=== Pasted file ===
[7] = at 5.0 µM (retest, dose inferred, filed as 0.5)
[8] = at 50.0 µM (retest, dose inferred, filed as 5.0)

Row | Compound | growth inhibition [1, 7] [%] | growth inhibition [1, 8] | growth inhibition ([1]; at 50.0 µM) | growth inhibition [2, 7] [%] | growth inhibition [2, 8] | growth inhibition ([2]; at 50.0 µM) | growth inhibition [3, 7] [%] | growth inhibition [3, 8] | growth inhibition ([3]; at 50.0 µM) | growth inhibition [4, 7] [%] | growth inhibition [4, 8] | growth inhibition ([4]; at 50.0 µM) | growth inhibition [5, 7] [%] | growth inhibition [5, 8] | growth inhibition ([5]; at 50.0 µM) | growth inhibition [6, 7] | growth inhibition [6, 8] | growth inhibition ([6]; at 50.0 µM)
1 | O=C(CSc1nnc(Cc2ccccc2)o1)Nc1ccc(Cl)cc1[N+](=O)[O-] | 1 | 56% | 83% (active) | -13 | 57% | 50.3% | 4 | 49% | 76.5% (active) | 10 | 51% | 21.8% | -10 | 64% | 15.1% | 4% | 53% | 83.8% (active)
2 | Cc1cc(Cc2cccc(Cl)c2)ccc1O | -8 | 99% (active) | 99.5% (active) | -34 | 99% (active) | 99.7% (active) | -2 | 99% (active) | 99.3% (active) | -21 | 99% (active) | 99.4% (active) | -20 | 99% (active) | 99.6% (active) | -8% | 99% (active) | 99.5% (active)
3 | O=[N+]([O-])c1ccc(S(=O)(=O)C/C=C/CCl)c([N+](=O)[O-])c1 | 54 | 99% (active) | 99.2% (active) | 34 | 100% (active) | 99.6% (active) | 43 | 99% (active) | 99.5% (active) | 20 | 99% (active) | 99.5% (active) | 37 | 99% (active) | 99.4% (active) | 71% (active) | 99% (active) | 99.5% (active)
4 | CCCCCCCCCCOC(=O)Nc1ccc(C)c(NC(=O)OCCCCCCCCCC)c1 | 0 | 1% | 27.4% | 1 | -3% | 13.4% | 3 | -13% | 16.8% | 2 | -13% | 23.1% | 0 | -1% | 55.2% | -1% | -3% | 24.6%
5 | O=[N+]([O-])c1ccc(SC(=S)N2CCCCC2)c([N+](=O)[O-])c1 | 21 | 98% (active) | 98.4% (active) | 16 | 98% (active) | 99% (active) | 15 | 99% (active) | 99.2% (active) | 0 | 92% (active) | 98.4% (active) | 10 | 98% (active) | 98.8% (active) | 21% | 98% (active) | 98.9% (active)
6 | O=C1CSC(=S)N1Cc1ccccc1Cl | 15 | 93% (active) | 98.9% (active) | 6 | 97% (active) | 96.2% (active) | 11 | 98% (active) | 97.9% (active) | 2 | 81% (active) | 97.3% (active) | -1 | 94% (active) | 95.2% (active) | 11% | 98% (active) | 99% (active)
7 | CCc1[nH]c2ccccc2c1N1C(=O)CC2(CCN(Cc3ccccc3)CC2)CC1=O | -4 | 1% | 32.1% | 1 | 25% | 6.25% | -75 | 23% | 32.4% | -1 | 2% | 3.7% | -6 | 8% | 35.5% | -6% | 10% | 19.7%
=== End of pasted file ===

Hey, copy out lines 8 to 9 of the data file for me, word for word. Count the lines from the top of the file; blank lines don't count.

5 | O=[N+]([O-])c1ccc(SC(=S)N2CCCCC2)c([N+](=O)[O-])c1 | 21 | 98% (active) | 98.4% (active) | 16 | 98% (active) | 99% (active) | 15 | 99% (active) | 99.2% (active) | 0 | 92% (active) | 98.4% (active) | 10 | 98% (active) | 98.8% (active) | 21% | 98% (active) | 98.9% (active)
6 | O=C1CSC(=S)N1Cc1ccccc1Cl | 15 | 93% (active) | 98.9% (active) | 6 | 97% (active) | 96.2% (active) | 11 | 98% (active) | 97.9% (active) | 2 | 81% (active) | 97.3% (active) | -1 | 94% (active) | 95.2% (active) | 11% | 98% (active) | 99% (active)